The ability to create zones on a screen layout, and show different material in each of those zones, is very common across digital signage platforms. But it’s a capability that should only be used with careful thought.
Here’s why …
With some exceptions, digital signage is a glance medium. People don’t “watch” digital signage screens the way they watch TV at home. They look for a matter of a few seconds, not minutes or even hours.
The more information that gets put on screens, the less likelihood that the “money” message will be seen and remembered. So if the digital signage network is running in retail to influence shoppers, those offers and calls to action should be all that consumers see.
Software makes it very easy to break a standard 16:9 widescreen layouts, or 9:16 portrait version, into multiple zones that can be configured to show and cycle through different information pieces at the same time. It’s possible, let’s say in a sports bar, to have on one screen, at one time, an appetizer promotion, an events calendar, a logo for a beer brand and a sports score ticker.
There could also be a clock, but bar owners don’t tend to want to remind people they really ought to head home!
On that bar screen, what really matters is the appetizer promotion, whether there’s a good margin in those orders or an apps plate that keeps people around for an extra drinks order. But viewers might not see that offer because there is other information on the screen to distract them.
Saying “might” suggests speculation, but there’s data behind it. The numerous companies that market AI-based audience measurement solutions – software that logs how people look at screens – will tell you that viewer attention times are fleeting. Typically, people look at digital signage screens for three or four seconds, and then their eyes go elsewhere. They may look more than once, but they don’t tend to lock on and make an effort to fully ingest what’s displayed.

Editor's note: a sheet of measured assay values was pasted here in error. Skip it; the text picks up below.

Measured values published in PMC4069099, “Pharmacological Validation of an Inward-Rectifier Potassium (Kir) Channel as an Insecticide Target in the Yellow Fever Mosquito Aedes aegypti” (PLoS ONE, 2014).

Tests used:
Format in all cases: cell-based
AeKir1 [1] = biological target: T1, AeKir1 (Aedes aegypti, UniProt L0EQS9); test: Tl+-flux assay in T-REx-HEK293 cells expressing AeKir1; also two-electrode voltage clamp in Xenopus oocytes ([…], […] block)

These zoned screens are, in many ways, a relic of the early days of digital signage, tracing back more than two decades. Back then, there were very few software options for putting messaging on screens, and marketers and entrepreneurs turned to applications that were developed for cable TV operators.
These companies had software that was used to run things like TV guide and community information channels, as well as 24/7 news channels. Many of those end-users broke their screens up into zones because they had a lot of information to convey and an audience that was watching for extended periods.
So when the capability exists in software, why not use it? Well … because in many to most digital signage applications, it can be counter-productive.
This is not to suggest using content zones is never a good idea.
A great example of instances where multiple zones work well is in waiting room areas, where people are called up by name or are issued a number. A screen relaying the wait status is incredibly sticky (people look at it again and again), so one zone can be showing status and a second zone doing customer messaging that will get seen and be effective.
In a condition-specific health clinic, it can be health advice. In a passport office, information on online options. In an auto dealer customer lounge, announcing new vehicles or driving awareness of season service specials.
Bottom line – Just because something is possible doesn’t mean it is wise. Go ahead and zone your screens, but only when the need is well defined, and the dynamics make it sensible.